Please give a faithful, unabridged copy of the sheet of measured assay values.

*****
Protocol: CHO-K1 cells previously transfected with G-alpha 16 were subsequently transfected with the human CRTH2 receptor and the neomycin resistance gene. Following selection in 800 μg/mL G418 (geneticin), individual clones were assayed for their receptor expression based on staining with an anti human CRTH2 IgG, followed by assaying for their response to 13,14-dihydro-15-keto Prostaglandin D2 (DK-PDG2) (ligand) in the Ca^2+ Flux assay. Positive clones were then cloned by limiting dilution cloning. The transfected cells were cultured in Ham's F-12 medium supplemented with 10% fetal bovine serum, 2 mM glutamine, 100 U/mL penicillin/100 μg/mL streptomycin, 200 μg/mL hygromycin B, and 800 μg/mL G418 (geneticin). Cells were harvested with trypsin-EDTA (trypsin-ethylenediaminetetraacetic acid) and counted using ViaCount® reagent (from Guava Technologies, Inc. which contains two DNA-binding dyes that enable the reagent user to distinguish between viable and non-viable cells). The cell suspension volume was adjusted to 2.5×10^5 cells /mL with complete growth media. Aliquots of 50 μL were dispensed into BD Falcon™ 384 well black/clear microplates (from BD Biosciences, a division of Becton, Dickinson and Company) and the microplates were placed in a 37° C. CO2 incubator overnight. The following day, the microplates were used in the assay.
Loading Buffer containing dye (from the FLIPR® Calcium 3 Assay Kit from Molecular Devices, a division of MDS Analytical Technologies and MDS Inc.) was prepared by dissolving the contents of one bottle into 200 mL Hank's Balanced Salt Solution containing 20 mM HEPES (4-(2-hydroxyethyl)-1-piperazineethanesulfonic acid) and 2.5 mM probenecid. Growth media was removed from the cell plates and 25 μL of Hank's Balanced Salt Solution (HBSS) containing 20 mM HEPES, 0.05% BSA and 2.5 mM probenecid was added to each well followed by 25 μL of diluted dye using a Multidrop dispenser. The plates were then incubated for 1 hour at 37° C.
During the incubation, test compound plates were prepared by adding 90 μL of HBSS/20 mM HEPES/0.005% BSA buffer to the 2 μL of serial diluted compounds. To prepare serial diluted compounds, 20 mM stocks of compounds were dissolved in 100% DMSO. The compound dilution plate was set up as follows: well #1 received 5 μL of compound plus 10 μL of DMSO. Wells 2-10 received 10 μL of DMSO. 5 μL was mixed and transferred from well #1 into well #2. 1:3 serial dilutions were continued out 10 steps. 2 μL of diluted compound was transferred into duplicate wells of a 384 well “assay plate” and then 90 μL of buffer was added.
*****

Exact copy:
Protocol: CHO-K1 cells previously transfected with G-alpha 16 were subsequently transfected with the human CRTH2 receptor and the neomycin resistance gene. Following selection in 800 μg/mL G418 (geneticin), individual clones were assayed for their receptor expression based on staining with an anti human CRTH2 IgG, followed by assaying for their response to 13,14-dihydro-15-keto Prostaglandin D2 (DK-PDG2) (ligand) in the Ca^2+ Flux assay. Positive clones were then cloned by limiting dilution cloning. The transfected cells were cultured in Ham's F-12 medium supplemented with 10% fetal bovine serum, 2 mM glutamine, 100 U/mL penicillin/100 μg/mL streptomycin, 200 μg/mL hygromycin B, and 800 μg/mL G418 (geneticin). Cells were harvested with trypsin-EDTA (trypsin-ethylenediaminetetraacetic acid) and counted using ViaCount® reagent (from Guava Technologies, Inc. which contains two DNA-binding dyes that enable the reagent user to distinguish between viable and non-viable cells). The cell suspension volume was adjusted to 2.5×10^5 cells /mL with complete growth media. Aliquots of 50 μL were dispensed into BD Falcon™ 384 well black/clear microplates (from BD Biosciences, a division of Becton, Dickinson and Company) and the microplates were placed in a 37° C. CO2 incubator overnight. The following day, the microplates were used in the assay.
Loading Buffer containing dye (from the FLIPR® Calcium 3 Assay Kit from Molecular Devices, a division of MDS Analytical Technologies and MDS Inc.) was prepared by dissolving the contents of one bottle into 200 mL Hank's Balanced Salt Solution containing 20 mM HEPES (4-(2-hydroxyethyl)-1-piperazineethanesulfonic acid) and 2.5 mM probenecid. Growth media was removed from the cell plates and 25 μL of Hank's Balanced Salt Solution (HBSS) containing 20 mM HEPES, 0.05% BSA and 2.5 mM probenecid was added to each well followed by 25 μL of diluted dye using a Multidrop dispenser. The plates were then incubated for 1 hour at 37° C.
During the incubation, test compound plates were prepared by adding 90 μL of HBSS/20 mM HEPES/0.005% BSA buffer to the 2 μL of serial diluted compounds. To prepare serial diluted compounds, 20 mM stocks of compounds were dissolved in 100% DMSO. The compound dilution plate was set up as follows: well #1 received 5 μL of compound plus 10 μL of DMSO. Wells 2-10 received 10 μL of DMSO. 5 μL was mixed and transferred from well #1 into well #2. 1:3 serial dilutions were continued out 10 steps. 2 μL of diluted compound was transferred into duplicate wells of a 384 well “assay plate” and then 90 μL of buffer was added.